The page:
skip to primary navigationskip to content
 

Dr Bogdan Popa

Dr Bogdan Popa

Lecturer in Gender Studies


Biography:

Department/College
Gender Studies (PolIs)

About
My research lies in queer and feminist studies, history of political thought, critical race studies, and Marxist theories of labour.

My first book, Shame: A Genealogy of Queer Practices in the Nineteenth Century, was published in Edinburgh University Press’ Take on the Political Series in May 2017. The book's key intervention in the fields of political theory and history of sexuality is to extend Jacques Rancière’s understanding of “politics” to nineteenth-century feminist activism. Also, this monograph provides a radical reframing of shame as a vital impetus of queer feminist activism.

I am presently working on two new book projects. The first one is titled Sexual Horror and the Invention of a New Future. Turning to the work of queer feminist and critical race theorists ranging from W.E.B. Du Bois to Lauren Berlant, Fred Moten and Sara Ahmed, it shows that horror became a key mechanism to produce a global history of white heteronormativity. In illuminating that whiteness produces distinct historical types of sexual monsters, the book draws on various archives from early American documents and political theory to film studies and the history of socialism. In particular, it is focused on a major conceptual shift. Late eighteenth century and early nineteenth century became a turning point in global history when Europeans have started to speak from the position of the slave, as they were “slaves” to various coercive figures. In analyzing what led to this change in vocabulary, I claim that the new conceptual frame draws on a new understanding of sexual terror. From exclusively terrifying, blackness and indigeneity were marked as sexually exciting. The payoff of the book is to suggest that a new future can be re-imagined by elaborating tactics to break the frame of white monstrosity.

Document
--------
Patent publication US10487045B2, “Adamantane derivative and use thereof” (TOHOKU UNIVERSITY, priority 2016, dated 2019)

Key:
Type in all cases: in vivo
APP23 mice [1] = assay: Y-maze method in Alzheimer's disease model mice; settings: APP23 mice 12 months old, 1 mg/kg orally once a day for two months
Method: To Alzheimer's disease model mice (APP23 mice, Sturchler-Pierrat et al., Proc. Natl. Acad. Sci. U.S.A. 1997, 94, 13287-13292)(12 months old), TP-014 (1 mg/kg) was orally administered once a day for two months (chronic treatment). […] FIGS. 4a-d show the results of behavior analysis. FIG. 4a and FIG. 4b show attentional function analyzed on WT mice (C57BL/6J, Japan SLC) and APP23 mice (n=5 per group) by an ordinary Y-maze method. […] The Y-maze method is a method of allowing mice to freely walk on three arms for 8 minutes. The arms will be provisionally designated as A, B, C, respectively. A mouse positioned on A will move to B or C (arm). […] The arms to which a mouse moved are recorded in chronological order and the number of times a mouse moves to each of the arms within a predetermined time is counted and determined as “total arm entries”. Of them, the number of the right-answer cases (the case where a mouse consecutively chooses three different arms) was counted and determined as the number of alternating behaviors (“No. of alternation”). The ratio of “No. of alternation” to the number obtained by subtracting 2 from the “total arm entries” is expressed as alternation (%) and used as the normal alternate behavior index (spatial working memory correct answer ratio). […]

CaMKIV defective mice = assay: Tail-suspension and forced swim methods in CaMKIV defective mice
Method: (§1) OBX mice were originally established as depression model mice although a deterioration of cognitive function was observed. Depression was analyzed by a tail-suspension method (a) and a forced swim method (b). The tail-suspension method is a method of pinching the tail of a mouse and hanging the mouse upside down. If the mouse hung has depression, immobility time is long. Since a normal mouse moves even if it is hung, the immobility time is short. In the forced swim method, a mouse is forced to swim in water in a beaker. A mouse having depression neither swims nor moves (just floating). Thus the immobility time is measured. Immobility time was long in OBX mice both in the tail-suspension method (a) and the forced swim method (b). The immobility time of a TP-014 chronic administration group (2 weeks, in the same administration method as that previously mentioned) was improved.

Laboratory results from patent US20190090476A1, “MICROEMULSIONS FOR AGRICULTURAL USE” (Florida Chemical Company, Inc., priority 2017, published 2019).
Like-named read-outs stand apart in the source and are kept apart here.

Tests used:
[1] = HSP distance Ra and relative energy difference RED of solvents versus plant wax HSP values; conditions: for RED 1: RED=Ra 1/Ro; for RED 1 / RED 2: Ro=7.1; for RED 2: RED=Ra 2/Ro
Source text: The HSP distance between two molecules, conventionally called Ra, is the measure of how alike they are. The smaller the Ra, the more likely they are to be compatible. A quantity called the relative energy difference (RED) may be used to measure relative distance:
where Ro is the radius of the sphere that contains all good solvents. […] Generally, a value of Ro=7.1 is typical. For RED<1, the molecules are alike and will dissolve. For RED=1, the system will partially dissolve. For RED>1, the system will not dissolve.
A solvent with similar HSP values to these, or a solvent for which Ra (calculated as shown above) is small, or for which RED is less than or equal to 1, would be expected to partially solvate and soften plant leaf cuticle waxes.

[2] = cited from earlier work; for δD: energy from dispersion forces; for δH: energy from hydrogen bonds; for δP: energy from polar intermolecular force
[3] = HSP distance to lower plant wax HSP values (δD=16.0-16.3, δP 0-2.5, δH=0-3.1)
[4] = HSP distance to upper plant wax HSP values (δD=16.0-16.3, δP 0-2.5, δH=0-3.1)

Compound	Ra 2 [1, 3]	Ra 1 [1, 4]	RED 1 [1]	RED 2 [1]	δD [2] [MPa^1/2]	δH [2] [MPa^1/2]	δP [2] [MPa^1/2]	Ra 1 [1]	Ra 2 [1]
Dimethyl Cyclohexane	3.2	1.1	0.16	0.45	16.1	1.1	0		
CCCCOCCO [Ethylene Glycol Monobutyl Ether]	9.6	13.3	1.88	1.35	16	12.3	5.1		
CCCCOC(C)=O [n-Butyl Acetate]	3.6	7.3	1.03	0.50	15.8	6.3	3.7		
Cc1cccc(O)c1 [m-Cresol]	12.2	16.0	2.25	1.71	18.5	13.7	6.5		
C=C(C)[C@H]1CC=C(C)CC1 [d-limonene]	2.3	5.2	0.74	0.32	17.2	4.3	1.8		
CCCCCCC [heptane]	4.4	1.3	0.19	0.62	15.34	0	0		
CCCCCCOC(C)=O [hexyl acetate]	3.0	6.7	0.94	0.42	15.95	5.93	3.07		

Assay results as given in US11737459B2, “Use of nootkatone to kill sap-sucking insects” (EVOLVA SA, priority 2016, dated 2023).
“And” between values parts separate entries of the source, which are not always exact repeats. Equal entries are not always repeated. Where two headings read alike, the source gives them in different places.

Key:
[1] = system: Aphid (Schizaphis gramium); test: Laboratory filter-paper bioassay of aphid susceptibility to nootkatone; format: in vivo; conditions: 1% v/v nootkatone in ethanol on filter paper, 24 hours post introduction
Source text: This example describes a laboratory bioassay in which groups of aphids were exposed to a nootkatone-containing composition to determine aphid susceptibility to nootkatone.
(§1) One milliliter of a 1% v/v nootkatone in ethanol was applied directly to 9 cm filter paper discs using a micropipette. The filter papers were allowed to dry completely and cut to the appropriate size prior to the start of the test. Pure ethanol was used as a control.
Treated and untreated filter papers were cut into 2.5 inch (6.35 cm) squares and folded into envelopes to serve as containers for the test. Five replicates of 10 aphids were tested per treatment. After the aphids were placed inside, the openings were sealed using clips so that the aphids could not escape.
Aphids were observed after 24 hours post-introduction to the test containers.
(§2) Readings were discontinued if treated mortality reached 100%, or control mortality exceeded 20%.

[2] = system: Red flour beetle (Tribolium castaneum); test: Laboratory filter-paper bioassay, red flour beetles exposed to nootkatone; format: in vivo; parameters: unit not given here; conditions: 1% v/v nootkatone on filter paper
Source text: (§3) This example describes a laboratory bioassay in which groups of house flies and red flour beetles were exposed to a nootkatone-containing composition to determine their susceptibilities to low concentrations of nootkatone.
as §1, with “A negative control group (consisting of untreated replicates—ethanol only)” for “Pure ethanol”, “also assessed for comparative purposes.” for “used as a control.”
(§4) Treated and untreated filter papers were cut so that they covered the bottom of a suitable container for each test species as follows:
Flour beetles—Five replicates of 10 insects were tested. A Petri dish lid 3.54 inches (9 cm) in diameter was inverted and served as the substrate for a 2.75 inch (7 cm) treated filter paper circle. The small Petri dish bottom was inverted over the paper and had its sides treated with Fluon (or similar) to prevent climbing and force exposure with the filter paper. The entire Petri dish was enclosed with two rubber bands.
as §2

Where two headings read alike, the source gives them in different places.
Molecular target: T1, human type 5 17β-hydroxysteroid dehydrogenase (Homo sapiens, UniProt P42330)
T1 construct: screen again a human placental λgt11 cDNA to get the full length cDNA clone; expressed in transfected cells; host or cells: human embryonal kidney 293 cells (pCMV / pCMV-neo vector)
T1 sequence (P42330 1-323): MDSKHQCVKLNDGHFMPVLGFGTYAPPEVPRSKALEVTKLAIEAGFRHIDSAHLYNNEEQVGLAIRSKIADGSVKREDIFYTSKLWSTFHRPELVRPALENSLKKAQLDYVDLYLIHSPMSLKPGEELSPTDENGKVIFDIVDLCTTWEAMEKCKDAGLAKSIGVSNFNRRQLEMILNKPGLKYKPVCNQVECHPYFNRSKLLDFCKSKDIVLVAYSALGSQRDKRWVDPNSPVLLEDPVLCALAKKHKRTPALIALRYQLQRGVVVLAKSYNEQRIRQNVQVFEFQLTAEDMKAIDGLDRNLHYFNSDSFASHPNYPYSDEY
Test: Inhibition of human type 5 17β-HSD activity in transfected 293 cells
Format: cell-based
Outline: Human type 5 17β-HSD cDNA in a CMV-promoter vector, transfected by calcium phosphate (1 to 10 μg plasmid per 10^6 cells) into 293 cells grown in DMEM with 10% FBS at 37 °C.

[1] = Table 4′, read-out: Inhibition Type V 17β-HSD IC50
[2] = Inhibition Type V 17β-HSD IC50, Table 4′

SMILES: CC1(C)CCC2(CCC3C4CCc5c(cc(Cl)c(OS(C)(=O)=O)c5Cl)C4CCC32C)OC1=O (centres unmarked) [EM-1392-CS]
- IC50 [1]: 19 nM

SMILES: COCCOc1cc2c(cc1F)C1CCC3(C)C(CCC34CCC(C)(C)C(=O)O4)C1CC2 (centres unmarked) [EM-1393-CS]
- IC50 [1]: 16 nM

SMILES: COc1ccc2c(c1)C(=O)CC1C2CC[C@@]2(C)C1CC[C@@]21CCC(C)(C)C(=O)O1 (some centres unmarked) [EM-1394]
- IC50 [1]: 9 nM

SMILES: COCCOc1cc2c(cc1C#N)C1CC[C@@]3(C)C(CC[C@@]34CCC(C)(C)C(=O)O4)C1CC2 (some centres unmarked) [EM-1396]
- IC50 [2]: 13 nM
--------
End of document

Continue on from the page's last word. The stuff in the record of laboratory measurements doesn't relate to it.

The second book project, tentatively titled How Queer is Socialist Realism? investigates the production of films and literature in Eastern Europe (particularly in Romania) between 1950 and 1970. By de-centering a history of anti-communist narratives, it identifies hidden possibilities in a genre such as socialist realism, which is generally regarded as ideological trash. In analyzing erotic dynamics between older and younger party activists, communist children, and enraged peasants, it suggests that socialism was a project that offers an exciting history and an unrecognized queer future.

The people listed on this page are in some way affiliated to the lgbtQ+@Cam programme. Most of them are academic researchers, lecturers or students whose work focuses on LGBTQ+ topics. You search the page using ctrl+F and typing in keywords to identify people in particular departments or colleges.